Love & Other Natural Disasters (Hardcover)

A Staff Favorite!

This is a rom-com based on rom-coms, with deeper feelings of grief and identity. But there is FAKE DATING, which is one of my favorite romance tropes. This is so sweet and lovely, and I just wanted to hug Nozomi and tell her that life isn’t a rom-com, it’s so much better, but of course, she has to figure it out for herself. Nozomi is a queer teen who goes with her brother to spend the summer in San Francisco and she’s going to work at the museum where her gay uncle (whom she’s staying with) is a curator. Nozomi and her brother are also going to spend time with their grandmother, Baba, who is starting to decline into dementia, and also has a history of being homophobic. Nozomi hasn’t come out to her, and this is a consistent struggle and question throughout the book. Add into the mix, Nozomi and Max’s parents are in the middle of a messy divorce and Nozomi just has a lot of feelings, rightfully so, about EVERYTHING, including her relationship with her mom. To top it all off, Nozomi is dealing with some self-esteem issues, after being likened to beige wallpaper by her crush at a party. She heads into the summer hoping to re-style herself and find her perfect girlfriend. She falls quickly for Willow, the gift shop girl, who is still hung up on her own ex, and quickly agrees to help Willow win her ex back in a fake dating scheme, that goes deeper as she is trying to win Willow’s heart for herself. All of this is complicated by Dela, an art student, and daughter of another curator, who happens to be both installing an exhibit she created, and dating Willow’s ex. The hijinks these young women get up to is both hilarious, cringey, and a little heartbreaking, but the whole time you’re rooting for Nozomi to get the girl (which one?!), and find the confidence to be herself and also to think about and trust in others. I just love this book, okay?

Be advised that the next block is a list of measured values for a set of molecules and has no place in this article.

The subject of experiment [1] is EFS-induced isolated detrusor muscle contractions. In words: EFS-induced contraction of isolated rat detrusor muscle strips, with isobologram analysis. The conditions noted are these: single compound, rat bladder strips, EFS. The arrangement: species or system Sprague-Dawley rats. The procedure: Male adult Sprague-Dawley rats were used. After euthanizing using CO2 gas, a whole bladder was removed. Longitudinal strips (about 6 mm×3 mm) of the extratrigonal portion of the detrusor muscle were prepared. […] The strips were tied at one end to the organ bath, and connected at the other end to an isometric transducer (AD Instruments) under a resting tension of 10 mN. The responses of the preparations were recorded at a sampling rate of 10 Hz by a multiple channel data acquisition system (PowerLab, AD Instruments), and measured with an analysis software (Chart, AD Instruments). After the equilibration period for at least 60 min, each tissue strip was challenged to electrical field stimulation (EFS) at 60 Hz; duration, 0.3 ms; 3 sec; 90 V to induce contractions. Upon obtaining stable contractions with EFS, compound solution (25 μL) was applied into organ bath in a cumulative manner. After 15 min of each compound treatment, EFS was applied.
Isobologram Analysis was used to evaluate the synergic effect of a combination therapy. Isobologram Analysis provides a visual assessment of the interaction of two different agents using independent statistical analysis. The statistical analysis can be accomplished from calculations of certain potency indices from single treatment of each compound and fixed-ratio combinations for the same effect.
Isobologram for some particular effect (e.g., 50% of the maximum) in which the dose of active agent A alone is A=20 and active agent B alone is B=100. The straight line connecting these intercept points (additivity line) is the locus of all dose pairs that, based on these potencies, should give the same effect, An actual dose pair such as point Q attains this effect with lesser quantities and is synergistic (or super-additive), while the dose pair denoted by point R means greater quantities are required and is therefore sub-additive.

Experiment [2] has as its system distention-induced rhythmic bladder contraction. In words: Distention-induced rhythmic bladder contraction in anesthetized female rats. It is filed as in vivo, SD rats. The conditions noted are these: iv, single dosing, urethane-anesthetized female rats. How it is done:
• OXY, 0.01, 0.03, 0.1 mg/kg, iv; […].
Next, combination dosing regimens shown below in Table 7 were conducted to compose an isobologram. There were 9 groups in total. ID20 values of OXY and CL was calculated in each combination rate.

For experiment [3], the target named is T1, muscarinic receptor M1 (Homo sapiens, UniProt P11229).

Reviewed by: Tildy